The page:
San Bruno single-bin recycling comingBy Todd R. Brown
John Verity believes his job is a bigger deal than the day-to-day duties he fulfills for the San Bruno Garbage Company. After all, there's more to it than just chucking trash.
"Years ago, half of that would all be in the garbage," he said Friday, pointing to a hefty pile of debris at the firm's transfer station on Tanforan Avenue. "We separate everything. Less in the landfill, better for the environment. Better for the next generation, that's the way I'm looking at it."
Verity, who maneuvers a tractor shovel at the processing site, said San Bruno's switch from stackable bins for different recyclables to a single container for paper, cardboard, bottles and cans will make the process even more beneficial.
"It's easier for the customer to recycle more," he said, "even if we have to spend the extra time to sort it out. It's a win-win situation."
Tall blue carts should start arriving at 500 homes across San Bruno today as the pilot program for single-stream recycling gets underway. Pick-up begins next week, and split-body trucks will be tested to collect both trash and recyclables.
After surveys are studied and kinks worked out, all 10,500 or so customers should be converted to one-container recycling by April - the biggest rollout yet in the county - according to Mario Puccinelli, general manager for San Bruno Garbage.
"San Bruno residents are avid recyclers," he said, noting that they were first in the county to get curbside service in the early '80s. "We see over an 80 percent participation rate on a regular basis. We wanted to take it to the next level."
Cities see up to a 40 percent increase in recycling when customers don't have to sift through cast-offs and separate everything tidily, Puccinelli said.
The South Bayside Waste Management Authority, which serves 10 cities between Burlingame and Menlo Park, will be watching the new program in San Bruno, according to Joe La Mariana of the county's RecycleWorks program, part of the agency.
"We're looking quite enthusiastically to see how this all sorts out," the San Mateo resident said. "The bins on a personal level I find very annoying. I want to go to cart service, and most of my neighbors do, too."
He said the authority invested in single-stream technology at its Blue Line Transfer station at Oyster Point a few years ago.
But a systemwide switch involving the San Carlos transfer station would require even more back-end retooling and will have to wait until the current pick-up contract with Allied Waste expires at the end of 2010.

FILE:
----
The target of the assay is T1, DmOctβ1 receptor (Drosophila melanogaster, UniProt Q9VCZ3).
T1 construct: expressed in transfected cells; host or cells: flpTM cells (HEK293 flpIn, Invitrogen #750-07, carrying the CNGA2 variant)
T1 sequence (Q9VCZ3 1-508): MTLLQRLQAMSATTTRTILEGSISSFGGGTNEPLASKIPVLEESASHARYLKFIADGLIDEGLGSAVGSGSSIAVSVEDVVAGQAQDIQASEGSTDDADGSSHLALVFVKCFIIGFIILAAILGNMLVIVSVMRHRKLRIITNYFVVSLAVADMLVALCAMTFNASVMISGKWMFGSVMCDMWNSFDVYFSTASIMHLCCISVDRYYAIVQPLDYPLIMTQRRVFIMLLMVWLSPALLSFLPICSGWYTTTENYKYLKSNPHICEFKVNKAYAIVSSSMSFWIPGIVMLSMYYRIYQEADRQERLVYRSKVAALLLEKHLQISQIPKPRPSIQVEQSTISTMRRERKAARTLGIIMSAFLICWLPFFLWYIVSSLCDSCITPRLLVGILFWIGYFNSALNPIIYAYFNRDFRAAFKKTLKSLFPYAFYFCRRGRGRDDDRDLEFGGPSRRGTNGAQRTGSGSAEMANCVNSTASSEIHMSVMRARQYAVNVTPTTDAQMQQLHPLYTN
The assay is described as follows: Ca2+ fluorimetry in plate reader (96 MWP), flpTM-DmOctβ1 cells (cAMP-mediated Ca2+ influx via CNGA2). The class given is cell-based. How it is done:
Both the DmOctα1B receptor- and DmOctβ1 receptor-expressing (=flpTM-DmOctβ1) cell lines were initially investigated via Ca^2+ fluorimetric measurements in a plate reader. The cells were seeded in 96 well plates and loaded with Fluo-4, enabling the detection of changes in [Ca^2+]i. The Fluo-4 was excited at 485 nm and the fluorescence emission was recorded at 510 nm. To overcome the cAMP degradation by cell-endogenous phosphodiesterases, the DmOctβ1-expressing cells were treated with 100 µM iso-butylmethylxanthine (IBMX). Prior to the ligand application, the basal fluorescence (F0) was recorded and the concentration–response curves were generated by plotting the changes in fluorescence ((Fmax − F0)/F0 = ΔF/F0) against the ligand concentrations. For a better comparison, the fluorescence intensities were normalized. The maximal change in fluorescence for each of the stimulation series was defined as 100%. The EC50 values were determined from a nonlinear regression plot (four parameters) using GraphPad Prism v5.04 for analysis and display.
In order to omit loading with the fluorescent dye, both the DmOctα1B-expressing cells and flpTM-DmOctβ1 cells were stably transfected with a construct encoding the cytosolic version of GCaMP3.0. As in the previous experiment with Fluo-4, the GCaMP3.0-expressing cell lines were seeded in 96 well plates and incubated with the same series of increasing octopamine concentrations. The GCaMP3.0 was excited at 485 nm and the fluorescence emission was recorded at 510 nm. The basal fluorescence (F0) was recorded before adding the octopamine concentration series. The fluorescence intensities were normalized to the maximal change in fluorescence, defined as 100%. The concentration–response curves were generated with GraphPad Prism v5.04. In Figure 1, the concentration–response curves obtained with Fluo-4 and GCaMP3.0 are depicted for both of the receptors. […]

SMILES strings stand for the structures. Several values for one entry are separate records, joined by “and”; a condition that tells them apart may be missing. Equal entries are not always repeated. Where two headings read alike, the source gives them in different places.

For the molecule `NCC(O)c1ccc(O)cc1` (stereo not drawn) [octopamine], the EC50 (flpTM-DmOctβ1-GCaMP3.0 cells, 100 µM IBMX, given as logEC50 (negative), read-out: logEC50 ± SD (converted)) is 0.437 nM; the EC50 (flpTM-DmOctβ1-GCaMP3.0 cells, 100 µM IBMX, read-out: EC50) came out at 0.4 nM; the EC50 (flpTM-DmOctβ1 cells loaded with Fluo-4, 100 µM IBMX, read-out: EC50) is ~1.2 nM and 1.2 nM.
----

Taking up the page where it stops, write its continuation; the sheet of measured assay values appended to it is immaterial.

Portola Valley and Woodside also offer single-stream service, along with Palo Alto and San Jose. Across the Bay, Hayward is mulling the option, while Antioch, Oakland and Pleasanton are already up to speed.
Other waste companies provide split carts that let customers toss trash in one side and recyclables in another, such as South San Francisco Scavenger, which serves Brisbane, Millbrae and South City.
La Mariana said that requires two stops, one to dump the garbage and one to drop off recyclables for sorting, while single-stream service brings all the material to one place.
Regardless of where the work happens, what occurs next is pretty much the same.
"There are fancy bells and whistles to it now," La Mariana said, but "at the end of the day, there are people that are literally pulling out contaminants."
Verity said the San Bruno transfer station can load four or five truck trailers, each with 78,000 pounds of material in a day - twice over.
Trash goes to Fairfield, while yard clippings head to Half Moon Bay to become a liquid fertilizer used at wineries. Construction and demolition refuse, or C&D, heads to the Ox Mountain Landfill off Highway 92.
Verity said the work feels rewarding, despite possible drawbacks such as the smell ("It doesn't bother me," he said) and impatient civilian drivers who get antsy behind idling garbage trucks.
"The job is not for everyone," he said. "I think of it as doing a service."
With a smile, he added one more friendly thought for residents who, in the long run, will benefit from the time and effort that goes into trash and recycling pick-ups: "Tell 'em to go easy on the horn."
Contact the San Bruno Garbage Company at (650) 583-8536 or http://www.sanbrunogarbage.com/.
Copyright ©2007 San Mateo County Times. Published 01/08/2007.